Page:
Monthly reports showing more stable loan modification performance patterns and new delinquency rates indicate the mortgage servicing market is becoming more predictable.
Stable trends in redefaults on loan modifications are "particularly" encouraging because they indicate long-term sustainability, according to Hope Now data from May 2010 to April 2011.
Faith Schwartz, Hope Now's executive director, said findings showing that permanent proprietary loan modifications remained less than 90 days past due for 80% of the modifications during this period indicate that servicers have become more efficient.
By late April redefaults of proprietary loan modifications over a 12-month period averaged at 80% of the borrowers performing, meaning most loans have performed satisfactorily for at least six months before default.
Redefaults of proprietary loan modifications 90 days or more delinquent represented 19% of the active modification inventory, which remains at 240,000. So if roughly 20% of homeowners with proprietary loan modifications redefaulted after 90 days on a year-over-year basis, compared with March, redefaults averaged at 81% performing and 19% redefaulting after 90 days.
The number of modified loans 60 days or more delinquent in April rose 2%, to 2.69 million, from the 2.63 million in March. As expected due to the moratoriums' effect, April foreclosure starts fell 25% from March, to 163,000.
The modification market is shrinking. A positive outcome in April, according to Hope Now, is the performance of proprietary loan modifications. It "remained steady" across the board including the Federal Housing Administration, Fannie Mae, Freddie Mac and other private, non-Home Affordable Mortgage Program modifications, which reported consistent performance in principal and interest payment reductions, fixed-rate offerings and redefault.
The number of permanent proprietary modifications fell 26% from 77,000 in March, to 57,000 in April. Up to 47,000 of these modifications, or 82%, were loans that benefited from reduced principal and interest payments — of which 30,000, or 53% of all proprietary modifications, received reductions of 10% or more. A significant 78%, or 45,000 of all proprietary modifications, were loans with an initial fixed-rate period of five years or more.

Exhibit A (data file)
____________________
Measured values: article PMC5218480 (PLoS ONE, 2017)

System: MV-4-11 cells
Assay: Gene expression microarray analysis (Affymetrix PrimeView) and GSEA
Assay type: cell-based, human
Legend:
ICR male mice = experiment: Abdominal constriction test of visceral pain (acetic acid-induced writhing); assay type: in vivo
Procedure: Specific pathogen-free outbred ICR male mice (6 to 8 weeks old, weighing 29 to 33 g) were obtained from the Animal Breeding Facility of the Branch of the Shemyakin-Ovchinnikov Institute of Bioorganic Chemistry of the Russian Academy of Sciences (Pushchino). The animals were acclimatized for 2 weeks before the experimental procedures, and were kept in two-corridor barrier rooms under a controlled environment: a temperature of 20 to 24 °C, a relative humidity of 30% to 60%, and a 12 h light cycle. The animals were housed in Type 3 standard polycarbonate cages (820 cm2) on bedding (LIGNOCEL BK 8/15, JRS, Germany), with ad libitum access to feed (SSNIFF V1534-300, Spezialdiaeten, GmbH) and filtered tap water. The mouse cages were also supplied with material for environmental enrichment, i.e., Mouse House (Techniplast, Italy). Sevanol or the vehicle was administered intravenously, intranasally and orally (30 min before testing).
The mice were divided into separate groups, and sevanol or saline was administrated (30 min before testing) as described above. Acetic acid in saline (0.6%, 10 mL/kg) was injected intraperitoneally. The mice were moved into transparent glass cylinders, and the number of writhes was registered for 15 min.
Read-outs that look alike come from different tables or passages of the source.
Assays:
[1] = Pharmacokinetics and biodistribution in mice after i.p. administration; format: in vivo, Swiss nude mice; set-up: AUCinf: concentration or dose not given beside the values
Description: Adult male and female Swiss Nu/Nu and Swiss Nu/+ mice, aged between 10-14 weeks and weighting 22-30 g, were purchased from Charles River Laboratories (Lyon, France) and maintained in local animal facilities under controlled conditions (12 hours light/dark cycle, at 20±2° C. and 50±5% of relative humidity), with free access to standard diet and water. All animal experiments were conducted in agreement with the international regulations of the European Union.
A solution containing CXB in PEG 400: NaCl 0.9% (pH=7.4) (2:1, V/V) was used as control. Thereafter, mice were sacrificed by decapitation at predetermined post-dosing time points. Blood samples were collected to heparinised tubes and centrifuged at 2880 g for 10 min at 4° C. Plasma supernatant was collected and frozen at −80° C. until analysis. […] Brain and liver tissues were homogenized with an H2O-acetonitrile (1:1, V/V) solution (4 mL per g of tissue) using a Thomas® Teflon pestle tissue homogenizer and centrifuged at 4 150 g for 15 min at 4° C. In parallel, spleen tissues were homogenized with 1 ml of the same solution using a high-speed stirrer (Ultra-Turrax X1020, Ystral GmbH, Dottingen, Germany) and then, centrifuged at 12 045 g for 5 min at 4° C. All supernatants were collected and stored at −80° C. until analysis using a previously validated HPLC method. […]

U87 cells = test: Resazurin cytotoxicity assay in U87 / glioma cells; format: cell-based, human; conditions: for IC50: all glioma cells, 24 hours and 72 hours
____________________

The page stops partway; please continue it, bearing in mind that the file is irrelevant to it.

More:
The use of various foreclosure-prevention tools such as lower rates and principal forbearance or writedowns by the industry, the nonprofit community and the government entities has helped "create sustainable modifications."
Such tools include homeowner education and borrower outreach efforts through face-to-face events and advanced home-retention technology. Hope Now said it will focus on programs such as the Treasury Department's Hardest-Hit Fund effort and the Emergency Homeowner Loan Program for unemployed homeowners.
It is unclear if demand for loan modifications will continue to diminish. New rises in delinquency rates suggest new demand may arise.
In April a 2.4% rise in new delinquencies to 1.28% followed expected historical trends, according to LPS, and is the largest jump in years, despite improvements compared with January 2011 and a 25% decrease compared with its peak in January 2010.
The total loan delinquency rate was 7.97%, up 2.4% from March, yet April marked "a continuing trend" of loan performance improvements. New problem loans hit a three-year low, showing the decreasing effect of the ongoing process reviews and moratoriums on foreclosure starts and sales month over month.